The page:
Vancouver Province: Surrey woman seeks justice for husband wasting away on death row

According to the World Sikh Organization (WSO) of Canada, who’s been helping in the fight for justice, Bhullar’s last trial saw one of three judges acquit him, claiming there was no evidence, including that none of the 133 witnesses even identified him as a suspect. But the other two judges used Bhullar’s forced confession to sentence him to death.

Navneet Kaur envisioned her marriage spent alongside a loving husband, watching children grow up.

But instead, she shares her Surrey home with her parents and has spent more than 20 years travelling back and forth to India, where she’s watched her husband’s health slowly decline in an Indian prison, where she and many others believe he’s being wrongfully held.

“Now he (is) mentally ill … he doesn’t recognize me,” she told Vancouver Desi on Wednesday. “Over here it’s hard.”
“I lost all those … golden years and everything and still justice has not been provided.”

Kaur married Devinderpal Singh Bhullar in India in the early 1990s, but the newlyweds were quickly torn apart when Bhullar, a college professor in Punjab, was alleged to be involved in a 1993 Delhi car bombing that killed nine people. He remained underground in Germany until 1994, when he planned to join his wife in Canada. But Germany deported him back to India where he was accused of plotting the terror attack. In 2001, nearly a decade later, he was sentenced to death. He spent ten years in solitary confinement, which resulted in his mental instability and transfer to a psychiatric facility.

Kaur has filed countless petitions and sat through endless trials hoping to prove her husband’s innocence — to no avail.

But she’s finally been given a new glimmer of hope as, according to Indian news agency IANS, the Supreme Court of India framed new guidelines for death row convicts Tuesday. The new ruling saw 15 inmates’ death sentences switch to life imprisonment based on long delays in court decisions or mental instability. Bhullar fits both criteria.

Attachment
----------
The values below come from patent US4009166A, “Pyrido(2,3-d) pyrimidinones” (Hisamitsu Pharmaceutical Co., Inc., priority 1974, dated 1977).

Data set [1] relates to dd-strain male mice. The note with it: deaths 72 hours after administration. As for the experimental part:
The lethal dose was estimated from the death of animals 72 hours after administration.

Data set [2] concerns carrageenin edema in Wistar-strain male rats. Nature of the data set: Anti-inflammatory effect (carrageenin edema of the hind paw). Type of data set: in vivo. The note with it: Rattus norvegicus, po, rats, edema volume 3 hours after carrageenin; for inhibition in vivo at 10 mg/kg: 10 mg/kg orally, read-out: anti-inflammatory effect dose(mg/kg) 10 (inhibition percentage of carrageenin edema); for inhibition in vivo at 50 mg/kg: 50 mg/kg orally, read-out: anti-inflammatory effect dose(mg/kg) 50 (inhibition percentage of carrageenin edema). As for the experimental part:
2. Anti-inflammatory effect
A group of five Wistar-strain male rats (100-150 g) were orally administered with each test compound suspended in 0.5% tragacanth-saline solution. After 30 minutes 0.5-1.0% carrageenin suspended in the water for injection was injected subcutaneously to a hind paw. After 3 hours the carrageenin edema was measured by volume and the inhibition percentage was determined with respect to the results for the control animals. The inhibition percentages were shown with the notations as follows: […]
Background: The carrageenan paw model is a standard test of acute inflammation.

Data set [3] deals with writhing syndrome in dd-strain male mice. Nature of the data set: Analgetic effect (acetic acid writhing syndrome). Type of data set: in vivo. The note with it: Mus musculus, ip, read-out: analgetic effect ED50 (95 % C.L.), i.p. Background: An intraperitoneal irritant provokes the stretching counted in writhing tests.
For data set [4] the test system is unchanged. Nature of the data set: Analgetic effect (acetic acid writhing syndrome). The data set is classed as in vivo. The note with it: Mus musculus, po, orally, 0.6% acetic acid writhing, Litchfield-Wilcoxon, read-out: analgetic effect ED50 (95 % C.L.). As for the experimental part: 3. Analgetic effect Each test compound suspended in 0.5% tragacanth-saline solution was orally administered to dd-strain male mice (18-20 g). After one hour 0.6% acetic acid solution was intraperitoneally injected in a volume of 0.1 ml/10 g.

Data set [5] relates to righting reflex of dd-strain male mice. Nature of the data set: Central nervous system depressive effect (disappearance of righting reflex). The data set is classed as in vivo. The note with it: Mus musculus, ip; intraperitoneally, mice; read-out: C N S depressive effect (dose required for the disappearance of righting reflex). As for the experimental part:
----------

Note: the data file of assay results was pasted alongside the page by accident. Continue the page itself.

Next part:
But Kaur hopes the guidelines will also lead to the reopening of the case.

“He hasn’t done anything (wrong) … he got tortured, they forced him to confess,” she said, adding that his thumbprint was forcefully used to sign a blank sheet of paper instead of his signature. “He’s not a terrorist — he was a professor.”

“But they just turned his life (around) like that so fast.”

According to the World Sikh Organization (WSO) of Canada, who’s been helping in the fight for justice, Bhullar’s last trial saw one of three judges acquit him, claiming there was no evidence, including that none of the 133 witnesses even identified him as a suspect. But the other two judges used Bhullar’s forced confession to sentence him to death.

“It’s really shocking to the conscience that someone who’s mentally ill, that’s been in prison for 20 years and one of the judges that convicted him is saying, ‘Yeah I don’t think he was actually involved,’ is still going to be executed by the Indian state,” said Balpreet Singh with the WSO in Toronto.

According to both Kaur and Singh, the wrongful imprisonment comes down to politics and the aftermath of the Kashmiri militant attack on the Indian parliament in 2001.

“At that time everyone in India was very much gung-ho about taking terrorism to task,” said Singh. “He seems to be a victim of that atmosphere as opposed to any real legal proceedings.”

Kaur, now unable to travel due to health issues, must await yet another court decision half a world away, hoping she’ll one day be able to live the married life she once imagined.

“I believe in God, (so) I hope so,” she said when asked if she thinks they’ll ever be reunited. “At least in old age.”


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